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The State of Child Abuse in 2024


5 min read

The State of Child Abuse in 2024

The State of Child Abuse in 2024

What is the state of child abuse in the US in 2024?

It’s impossible to look at child abuse statistics without considering the effect of one of the biggest events impacting the state of child abuse in America: the COVID-19 pandemic. The pandemic took place from 2020 to 2023, with the greatest toll taking place in 2020, when government-enforced measures led to lockdowns, quarantines, and school closures, sending the nation’s children to isolated homes and stressed families.

Child welfare advocates, mandated reporters, and concerned citizens are still piecing together the puzzling story of child abuse, using conflicting research and data to determine if the pandemic worsened or improved child abuse in the U.S. and whether or not we’re seeing an improvement in child safety and welfare now that the country has moved into a post-pandemic era.

Here’s what we know so far about the state of child abuse as of 2024:

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The Latest Child Abuses Statistics

Recent data from the U.S. government seems to indicate that incidents of child abuse lessened from 2021 to 2022. Several key indicators appear to show a slight downward trend in abuse and neglect over the previous year.

Data from the US government’s National Child Abuse and Neglect Data System (NCANDS) and Health and Human Services (HHS) lag by two years.

In 2024, we can examine 2022 data, which shows that 3,096,101 million cases of child abuse or neglect were investigated, a decrease from the previous year’s 3,016,000 million.

Investigations resulting in a finding of abuse also decreased from 588,229 in 2021 to 558,899 in 2022.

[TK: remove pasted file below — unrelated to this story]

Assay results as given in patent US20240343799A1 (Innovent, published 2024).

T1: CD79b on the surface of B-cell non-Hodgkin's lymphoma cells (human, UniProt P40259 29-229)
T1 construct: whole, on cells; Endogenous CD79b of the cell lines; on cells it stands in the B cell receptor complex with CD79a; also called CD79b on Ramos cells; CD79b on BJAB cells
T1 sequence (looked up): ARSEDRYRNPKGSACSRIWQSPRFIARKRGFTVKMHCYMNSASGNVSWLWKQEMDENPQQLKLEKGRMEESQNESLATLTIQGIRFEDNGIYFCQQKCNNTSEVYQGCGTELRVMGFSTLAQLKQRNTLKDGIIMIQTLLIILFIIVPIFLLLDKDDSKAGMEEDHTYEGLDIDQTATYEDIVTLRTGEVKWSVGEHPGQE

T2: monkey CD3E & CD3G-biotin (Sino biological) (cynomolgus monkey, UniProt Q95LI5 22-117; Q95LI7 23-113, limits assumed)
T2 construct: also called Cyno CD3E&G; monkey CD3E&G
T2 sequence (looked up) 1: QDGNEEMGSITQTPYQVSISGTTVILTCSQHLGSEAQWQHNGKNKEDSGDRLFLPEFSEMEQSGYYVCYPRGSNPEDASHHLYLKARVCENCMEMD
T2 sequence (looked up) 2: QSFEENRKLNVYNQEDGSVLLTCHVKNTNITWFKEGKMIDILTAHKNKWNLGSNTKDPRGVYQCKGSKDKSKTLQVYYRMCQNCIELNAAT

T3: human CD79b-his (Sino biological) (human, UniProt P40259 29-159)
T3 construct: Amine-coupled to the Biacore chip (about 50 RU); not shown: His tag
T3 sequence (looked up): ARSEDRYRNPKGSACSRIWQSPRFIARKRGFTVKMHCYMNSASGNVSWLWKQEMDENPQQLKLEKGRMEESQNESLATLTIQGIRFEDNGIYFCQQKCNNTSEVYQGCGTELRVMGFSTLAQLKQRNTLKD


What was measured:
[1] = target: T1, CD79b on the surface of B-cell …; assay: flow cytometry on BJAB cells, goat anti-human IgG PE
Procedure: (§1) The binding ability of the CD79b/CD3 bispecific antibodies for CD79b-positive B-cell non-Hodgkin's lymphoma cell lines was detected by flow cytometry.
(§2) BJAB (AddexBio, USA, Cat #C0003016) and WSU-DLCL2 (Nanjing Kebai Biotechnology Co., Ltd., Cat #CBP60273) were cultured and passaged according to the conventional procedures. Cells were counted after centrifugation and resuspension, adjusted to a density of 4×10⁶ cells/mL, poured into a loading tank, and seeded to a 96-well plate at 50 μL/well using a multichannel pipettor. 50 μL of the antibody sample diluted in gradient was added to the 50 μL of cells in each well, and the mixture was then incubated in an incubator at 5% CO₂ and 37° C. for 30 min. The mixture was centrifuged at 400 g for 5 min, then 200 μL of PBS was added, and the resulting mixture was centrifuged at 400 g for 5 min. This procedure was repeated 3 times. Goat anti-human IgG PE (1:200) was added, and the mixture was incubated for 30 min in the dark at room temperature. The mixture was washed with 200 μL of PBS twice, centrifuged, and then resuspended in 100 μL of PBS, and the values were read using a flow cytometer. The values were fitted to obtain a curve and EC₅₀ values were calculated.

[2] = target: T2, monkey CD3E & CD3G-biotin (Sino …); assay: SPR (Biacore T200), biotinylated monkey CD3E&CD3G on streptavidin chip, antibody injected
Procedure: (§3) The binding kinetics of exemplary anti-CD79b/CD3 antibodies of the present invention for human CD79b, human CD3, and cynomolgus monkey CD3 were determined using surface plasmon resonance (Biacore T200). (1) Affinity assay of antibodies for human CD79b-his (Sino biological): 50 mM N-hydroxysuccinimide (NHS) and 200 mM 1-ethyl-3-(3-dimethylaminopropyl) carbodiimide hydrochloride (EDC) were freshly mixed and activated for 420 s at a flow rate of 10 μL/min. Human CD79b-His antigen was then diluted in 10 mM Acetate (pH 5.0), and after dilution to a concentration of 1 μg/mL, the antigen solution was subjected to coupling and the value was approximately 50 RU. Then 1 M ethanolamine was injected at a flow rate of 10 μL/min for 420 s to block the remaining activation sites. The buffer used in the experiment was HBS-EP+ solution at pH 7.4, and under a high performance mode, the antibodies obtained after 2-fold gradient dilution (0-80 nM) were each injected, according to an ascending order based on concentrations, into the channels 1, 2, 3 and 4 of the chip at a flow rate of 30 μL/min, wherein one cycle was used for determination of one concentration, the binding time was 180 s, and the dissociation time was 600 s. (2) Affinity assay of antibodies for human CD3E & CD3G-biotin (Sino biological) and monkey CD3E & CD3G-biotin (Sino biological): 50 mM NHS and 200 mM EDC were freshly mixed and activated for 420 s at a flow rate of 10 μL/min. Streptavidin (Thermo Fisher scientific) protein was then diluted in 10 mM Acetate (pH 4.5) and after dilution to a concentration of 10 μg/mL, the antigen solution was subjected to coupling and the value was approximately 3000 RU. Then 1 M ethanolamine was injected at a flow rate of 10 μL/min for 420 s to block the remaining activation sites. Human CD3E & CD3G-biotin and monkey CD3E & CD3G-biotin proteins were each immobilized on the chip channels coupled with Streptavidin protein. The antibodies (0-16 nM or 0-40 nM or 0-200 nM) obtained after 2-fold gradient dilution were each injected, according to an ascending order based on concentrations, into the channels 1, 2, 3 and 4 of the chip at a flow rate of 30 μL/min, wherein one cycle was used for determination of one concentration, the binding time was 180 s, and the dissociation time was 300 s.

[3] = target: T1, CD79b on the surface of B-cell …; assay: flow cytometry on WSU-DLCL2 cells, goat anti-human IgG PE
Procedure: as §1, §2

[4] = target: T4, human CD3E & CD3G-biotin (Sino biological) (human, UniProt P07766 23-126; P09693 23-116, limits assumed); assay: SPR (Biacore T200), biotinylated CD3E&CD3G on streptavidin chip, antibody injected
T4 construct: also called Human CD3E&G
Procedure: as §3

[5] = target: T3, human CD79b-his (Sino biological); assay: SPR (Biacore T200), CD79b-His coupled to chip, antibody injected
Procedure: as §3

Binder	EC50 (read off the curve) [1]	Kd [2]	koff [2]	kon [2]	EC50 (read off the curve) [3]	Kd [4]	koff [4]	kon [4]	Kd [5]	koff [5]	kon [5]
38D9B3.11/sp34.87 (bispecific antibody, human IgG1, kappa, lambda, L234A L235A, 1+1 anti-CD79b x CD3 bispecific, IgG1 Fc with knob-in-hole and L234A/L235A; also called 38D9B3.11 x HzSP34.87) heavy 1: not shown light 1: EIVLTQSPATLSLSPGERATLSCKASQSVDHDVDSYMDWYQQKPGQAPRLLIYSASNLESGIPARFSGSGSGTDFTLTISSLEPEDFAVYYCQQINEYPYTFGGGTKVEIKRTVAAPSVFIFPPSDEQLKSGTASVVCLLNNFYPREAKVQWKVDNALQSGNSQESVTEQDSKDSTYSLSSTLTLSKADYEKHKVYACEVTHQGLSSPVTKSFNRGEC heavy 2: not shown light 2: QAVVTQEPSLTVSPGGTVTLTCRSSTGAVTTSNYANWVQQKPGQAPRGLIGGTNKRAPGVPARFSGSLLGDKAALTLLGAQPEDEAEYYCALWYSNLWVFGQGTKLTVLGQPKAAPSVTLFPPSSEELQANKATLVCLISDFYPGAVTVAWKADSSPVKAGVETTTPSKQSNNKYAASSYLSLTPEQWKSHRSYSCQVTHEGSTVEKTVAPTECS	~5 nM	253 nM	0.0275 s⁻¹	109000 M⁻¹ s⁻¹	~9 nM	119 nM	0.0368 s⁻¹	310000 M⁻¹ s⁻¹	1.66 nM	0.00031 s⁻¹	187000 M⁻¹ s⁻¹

Investigations revealed:

  • 74.3% were victims of neglect
  • 17% were physically abused
  • 10.6% were sexually abused
  • 6.8% were psychologically mistreated

Child abuse fatalities increased from 2021 to 2022. An estimated 1,990 children died from abuse or neglect in 2022, a devastating increase from the 1,820 that died in 2021.

The Impact of the Pandemic and Post-Pandemic Era on Child Abuse

Both the pandemic and post-pandemic era are impacting incidents and reporting of child abuse.

  • Reporting decreased during the pandemic, possibly due to school closures, where children were removed from the watchful eyes of mandated reporters within educational environments.
  • Decreased reporting did not mean decreased instances of child abuse; pediatric emergency departments reported an increase in emergency visits and hospitalizations due to child abuse during the pandemic.
  • Post-pandemic, a return to in-person learning has correlated with an increase in abuse reports made by educational personnel.

Learn more about these findings:

The pandemic changed family situations in many ways and, in turn, affected the rate of reports and investigations of child abuse claims.

It’s difficult to find a “true” picture of how the pandemic quarantines, lockdowns, and school closures accurately impacted instances and reporting of child abuse.

Some research suggests that the stress of stay-at-home orders and increased rates of unemployment and depression in parents led to an increase in verbal aggression, physical discipline (such as spanking and hitting), and neglectful behaviors towards children.

Additional data shows that, while overall pediatric emergency department (ED) visits were down during the pandemic, there was an increase in the percentage of pediatric ED visits due to child abuse and an increase in child abuse ED visits that resulted in hospitalization, which suggests an increase in child abuse incidents.